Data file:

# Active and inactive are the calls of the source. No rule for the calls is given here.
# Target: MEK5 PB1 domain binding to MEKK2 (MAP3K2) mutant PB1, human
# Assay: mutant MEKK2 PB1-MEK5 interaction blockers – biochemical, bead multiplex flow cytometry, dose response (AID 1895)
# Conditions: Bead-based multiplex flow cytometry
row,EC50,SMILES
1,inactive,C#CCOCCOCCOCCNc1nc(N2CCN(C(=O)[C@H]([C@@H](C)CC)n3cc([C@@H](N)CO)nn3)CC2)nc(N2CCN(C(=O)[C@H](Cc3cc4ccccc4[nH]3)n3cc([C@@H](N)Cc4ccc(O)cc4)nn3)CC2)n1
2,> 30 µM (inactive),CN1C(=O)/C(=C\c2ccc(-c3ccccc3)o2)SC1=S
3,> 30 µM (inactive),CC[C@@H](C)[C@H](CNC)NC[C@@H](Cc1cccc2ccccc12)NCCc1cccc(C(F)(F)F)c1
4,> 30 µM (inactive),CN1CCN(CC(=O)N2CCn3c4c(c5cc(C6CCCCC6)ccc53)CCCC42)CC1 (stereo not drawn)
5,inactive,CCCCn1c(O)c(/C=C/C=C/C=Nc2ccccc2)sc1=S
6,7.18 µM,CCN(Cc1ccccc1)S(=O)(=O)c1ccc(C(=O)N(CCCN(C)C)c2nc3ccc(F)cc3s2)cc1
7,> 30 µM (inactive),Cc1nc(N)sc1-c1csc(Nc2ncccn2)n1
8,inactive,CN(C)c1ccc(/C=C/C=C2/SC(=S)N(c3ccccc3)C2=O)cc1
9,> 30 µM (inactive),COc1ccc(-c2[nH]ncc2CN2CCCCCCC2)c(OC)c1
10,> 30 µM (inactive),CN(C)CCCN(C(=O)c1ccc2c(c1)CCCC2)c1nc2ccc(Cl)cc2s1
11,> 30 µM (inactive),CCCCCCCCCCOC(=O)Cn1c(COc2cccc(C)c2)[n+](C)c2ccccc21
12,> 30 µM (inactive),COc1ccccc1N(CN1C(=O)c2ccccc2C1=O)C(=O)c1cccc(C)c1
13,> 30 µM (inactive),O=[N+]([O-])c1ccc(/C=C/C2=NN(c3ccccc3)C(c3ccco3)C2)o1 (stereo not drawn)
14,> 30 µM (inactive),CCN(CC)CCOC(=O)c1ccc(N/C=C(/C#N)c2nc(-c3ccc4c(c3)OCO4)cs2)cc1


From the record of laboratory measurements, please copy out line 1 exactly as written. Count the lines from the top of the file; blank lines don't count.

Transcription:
# Active and inactive are the calls of the source. No rule for the calls is given here.